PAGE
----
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The 60th Humboldt Penguin has hatched at Woodland Park Zoo’s new penguin exhibit.

The Zoo’s first breeding season began in 2010, and the latest chick hatched on March 17. Although keepers don’t yet know the sex of the chick, a naming contest was organized.

The community has been invited to vote on one of the following Spanish names: Sesenta (means 60), Diamante (diamond = for 60th anniversary), and Amor (love). The poll began March 30 and voting concludes today, April 3. Vote through the end of today via the Zoo’s special facebook post: https://www.facebook.com/WoodlandParkZooSeattle/

The chick’s parents, 9-year-old dad, Mateo, and 4-year-old mom, Mini, have raised chicks with other mates but the new chick is the first offspring between the pair.

To date, a total of six chicks have been produced in the current breeding season, with a couple more chicks anticipated to hatch. All the chicks are off exhibit, in nesting burrows, where they are under the care of the parents. Staff minimizes intervention to allow the parents to raise their chicks and gain parental experience. To ensure the chicks are achieving growth milestones staff regularly weigh them as they develop.

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4_RS32574_2017_03_23 penguin chick #60-2-phiPhoto Credits: Jeremy Dwyer-Lindgren/Woodland Park Zoo

Before new chicks reach fledging age and go outdoors on exhibit, they are removed from the nest so keepers can condition the birds to approach them for hand feeding and other animal care activities. Chicks also are given round-the-clock access to a shallow pool where they can swim in a more controlled and less crowded environment. New chicks join the colony in the outdoor exhibit sometime in early summer.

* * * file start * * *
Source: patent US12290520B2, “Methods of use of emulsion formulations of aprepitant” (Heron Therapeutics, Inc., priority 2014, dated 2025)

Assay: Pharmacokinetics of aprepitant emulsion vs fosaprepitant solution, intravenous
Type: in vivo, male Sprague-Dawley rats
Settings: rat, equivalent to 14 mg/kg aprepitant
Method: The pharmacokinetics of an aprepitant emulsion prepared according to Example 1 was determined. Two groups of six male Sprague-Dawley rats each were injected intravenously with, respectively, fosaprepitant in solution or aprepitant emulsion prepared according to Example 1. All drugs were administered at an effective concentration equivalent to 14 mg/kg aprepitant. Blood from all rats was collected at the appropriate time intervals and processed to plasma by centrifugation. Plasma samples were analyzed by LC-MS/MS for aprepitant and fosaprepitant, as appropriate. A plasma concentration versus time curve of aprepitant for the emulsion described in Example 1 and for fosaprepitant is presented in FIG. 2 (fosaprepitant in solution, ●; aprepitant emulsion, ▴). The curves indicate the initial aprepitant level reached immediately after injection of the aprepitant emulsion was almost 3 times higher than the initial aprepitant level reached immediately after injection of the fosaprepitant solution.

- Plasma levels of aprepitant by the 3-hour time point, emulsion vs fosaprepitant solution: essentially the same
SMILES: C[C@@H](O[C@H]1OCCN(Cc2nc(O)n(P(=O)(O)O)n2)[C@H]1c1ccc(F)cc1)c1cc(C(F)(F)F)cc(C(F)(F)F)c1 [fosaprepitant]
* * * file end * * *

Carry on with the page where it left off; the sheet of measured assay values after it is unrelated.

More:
People do not usually think of penguins as a desert species. Unlike their ice and snow-dwelling Antarctic cousins, Humboldt Penguins (Spheniscus humboldti) inhabit hot, dry coastlines in Peru and Chile. They live on rocky mainland shores, especially near cliffs, or on coastal islands.

Humboldt Penguins have a body made to swim. Using their strong wings, they “fly” underwater, usually just below the surface, at speeds of up to 20 miles per hour. They steer with their feet and tail.

Classified as a “Vulnerable” species by the IUCN, approximately 30,000 to 40,000 Humboldt Penguins survive in their natural range.

Woodland Park Zoo is committed to conserving Humboldt Penguins by supporting the Humboldt Penguin Conservation Center at Punta San Juan, Peru*. They also help preserve the species by breeding the birds through the Species Survival Plan and by encouraging visitors to choose sustainable seafood options.

*Punta San Juan is home to 5,000 Humboldt Penguins, the largest colony in Peru.